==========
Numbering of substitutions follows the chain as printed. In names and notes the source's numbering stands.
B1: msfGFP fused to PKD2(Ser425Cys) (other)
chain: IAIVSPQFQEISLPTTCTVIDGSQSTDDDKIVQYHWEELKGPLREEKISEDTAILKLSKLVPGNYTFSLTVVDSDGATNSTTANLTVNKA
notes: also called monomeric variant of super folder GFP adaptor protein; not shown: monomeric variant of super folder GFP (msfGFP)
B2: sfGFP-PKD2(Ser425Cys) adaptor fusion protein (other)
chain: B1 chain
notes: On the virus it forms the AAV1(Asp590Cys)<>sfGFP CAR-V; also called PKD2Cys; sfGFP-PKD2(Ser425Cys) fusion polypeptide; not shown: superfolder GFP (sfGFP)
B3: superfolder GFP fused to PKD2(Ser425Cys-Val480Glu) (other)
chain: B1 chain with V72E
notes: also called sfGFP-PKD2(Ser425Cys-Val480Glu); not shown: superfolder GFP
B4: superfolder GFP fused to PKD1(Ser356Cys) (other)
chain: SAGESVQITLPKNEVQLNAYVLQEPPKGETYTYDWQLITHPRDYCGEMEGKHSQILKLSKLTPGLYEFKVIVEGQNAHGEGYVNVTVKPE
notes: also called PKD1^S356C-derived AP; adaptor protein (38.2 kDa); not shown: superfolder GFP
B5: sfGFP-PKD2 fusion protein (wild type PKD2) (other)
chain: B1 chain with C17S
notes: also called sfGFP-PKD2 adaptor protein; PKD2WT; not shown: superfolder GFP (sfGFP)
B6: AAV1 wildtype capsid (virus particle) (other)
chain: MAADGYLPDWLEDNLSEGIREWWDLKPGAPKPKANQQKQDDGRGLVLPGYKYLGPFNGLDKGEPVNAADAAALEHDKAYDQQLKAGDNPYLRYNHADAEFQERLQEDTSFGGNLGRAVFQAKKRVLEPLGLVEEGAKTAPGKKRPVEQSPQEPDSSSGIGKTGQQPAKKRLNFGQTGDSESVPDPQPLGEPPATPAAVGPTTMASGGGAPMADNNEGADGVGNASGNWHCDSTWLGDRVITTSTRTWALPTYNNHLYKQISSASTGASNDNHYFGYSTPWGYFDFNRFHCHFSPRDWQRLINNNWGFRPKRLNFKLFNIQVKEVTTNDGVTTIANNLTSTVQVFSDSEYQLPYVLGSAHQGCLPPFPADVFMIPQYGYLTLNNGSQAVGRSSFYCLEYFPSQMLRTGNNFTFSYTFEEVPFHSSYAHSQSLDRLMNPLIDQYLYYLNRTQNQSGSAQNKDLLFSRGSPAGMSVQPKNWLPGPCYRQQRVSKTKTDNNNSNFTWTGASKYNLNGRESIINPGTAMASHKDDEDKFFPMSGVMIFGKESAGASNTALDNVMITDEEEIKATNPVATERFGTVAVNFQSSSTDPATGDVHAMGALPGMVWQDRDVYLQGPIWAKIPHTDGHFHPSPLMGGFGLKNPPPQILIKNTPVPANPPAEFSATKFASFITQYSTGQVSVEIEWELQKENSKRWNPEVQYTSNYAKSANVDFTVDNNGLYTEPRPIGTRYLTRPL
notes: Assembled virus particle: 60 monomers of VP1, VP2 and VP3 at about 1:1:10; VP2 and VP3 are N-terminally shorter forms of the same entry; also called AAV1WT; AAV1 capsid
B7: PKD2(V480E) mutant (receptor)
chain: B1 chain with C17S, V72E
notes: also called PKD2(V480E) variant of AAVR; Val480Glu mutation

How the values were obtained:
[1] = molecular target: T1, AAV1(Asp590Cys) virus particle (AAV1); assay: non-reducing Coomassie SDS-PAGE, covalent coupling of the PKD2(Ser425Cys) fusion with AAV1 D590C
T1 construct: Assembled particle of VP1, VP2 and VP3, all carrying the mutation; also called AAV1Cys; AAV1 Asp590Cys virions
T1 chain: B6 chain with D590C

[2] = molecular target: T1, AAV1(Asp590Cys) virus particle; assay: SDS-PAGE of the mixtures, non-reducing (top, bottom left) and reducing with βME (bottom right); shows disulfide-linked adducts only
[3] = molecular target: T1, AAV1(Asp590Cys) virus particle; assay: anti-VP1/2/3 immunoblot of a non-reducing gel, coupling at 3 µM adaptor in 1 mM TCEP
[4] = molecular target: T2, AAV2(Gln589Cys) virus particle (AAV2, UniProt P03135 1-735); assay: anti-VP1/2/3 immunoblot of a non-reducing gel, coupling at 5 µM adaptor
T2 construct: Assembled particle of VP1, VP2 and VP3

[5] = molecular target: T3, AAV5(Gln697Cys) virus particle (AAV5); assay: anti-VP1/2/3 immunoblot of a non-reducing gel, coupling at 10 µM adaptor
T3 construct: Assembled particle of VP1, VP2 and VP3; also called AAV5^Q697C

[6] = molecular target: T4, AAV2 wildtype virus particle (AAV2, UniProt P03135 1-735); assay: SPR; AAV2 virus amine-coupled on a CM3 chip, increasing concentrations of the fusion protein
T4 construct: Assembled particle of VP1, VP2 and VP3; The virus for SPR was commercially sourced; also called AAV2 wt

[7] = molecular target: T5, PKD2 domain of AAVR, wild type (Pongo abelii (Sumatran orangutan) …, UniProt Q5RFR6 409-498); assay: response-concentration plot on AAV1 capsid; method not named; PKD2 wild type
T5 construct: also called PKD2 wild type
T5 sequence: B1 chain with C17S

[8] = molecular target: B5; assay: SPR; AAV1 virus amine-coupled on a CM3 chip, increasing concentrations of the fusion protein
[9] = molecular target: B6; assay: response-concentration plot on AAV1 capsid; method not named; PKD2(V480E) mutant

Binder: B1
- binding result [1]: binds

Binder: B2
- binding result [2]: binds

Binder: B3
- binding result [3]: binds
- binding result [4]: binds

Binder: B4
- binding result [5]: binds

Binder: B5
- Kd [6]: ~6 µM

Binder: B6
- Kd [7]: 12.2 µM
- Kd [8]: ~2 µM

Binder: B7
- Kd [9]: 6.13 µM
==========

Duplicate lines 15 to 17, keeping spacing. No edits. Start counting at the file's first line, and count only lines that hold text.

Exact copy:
chain: B1 chain with C17S
notes: also called sfGFP-PKD2 adaptor protein; PKD2WT; not shown: superfolder GFP (sfGFP)
B6: AAV1 wildtype capsid (virus particle) (other)